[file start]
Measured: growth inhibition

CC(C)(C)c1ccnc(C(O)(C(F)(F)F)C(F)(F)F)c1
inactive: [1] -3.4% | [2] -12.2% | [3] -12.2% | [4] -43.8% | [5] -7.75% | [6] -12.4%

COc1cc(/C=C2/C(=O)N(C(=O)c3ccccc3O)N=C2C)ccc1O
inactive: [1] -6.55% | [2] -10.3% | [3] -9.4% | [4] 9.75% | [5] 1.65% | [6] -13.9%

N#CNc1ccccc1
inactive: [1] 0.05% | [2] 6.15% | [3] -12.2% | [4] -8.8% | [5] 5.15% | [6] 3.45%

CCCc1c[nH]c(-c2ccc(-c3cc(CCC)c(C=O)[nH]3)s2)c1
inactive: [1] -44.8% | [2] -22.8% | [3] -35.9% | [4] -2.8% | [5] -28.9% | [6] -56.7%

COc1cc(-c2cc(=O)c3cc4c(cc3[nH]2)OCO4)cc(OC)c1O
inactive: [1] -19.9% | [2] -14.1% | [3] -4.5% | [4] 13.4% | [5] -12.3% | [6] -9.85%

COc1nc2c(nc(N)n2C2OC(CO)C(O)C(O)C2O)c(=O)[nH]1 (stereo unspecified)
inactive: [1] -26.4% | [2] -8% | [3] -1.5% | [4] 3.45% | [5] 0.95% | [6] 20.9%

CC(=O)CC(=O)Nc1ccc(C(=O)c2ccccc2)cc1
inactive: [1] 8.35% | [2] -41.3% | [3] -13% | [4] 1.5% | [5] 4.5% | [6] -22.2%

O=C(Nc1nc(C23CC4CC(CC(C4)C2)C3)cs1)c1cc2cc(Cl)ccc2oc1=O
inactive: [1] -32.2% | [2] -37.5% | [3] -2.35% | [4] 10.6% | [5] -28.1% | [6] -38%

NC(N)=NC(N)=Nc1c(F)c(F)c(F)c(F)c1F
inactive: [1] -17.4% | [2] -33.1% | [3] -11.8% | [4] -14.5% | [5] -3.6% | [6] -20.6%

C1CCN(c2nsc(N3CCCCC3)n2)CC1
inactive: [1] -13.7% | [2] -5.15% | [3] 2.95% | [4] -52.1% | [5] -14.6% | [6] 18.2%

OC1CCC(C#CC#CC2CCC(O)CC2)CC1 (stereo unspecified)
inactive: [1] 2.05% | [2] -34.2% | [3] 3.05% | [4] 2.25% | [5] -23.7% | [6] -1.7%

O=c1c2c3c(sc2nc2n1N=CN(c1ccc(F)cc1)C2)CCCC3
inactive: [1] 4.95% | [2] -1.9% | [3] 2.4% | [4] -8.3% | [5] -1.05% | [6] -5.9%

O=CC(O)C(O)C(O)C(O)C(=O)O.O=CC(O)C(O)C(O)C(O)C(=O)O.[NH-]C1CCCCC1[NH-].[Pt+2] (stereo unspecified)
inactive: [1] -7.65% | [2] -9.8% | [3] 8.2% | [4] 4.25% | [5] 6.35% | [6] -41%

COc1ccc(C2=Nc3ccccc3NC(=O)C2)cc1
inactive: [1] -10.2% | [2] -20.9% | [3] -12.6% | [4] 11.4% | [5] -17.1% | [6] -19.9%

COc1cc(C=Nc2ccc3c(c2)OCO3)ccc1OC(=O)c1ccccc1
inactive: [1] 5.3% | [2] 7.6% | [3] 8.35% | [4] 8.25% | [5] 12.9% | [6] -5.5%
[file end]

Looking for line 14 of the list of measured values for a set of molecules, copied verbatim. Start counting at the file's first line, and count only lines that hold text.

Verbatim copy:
CC(=O)CC(=O)Nc1ccc(C(=O)c2ccccc2)cc1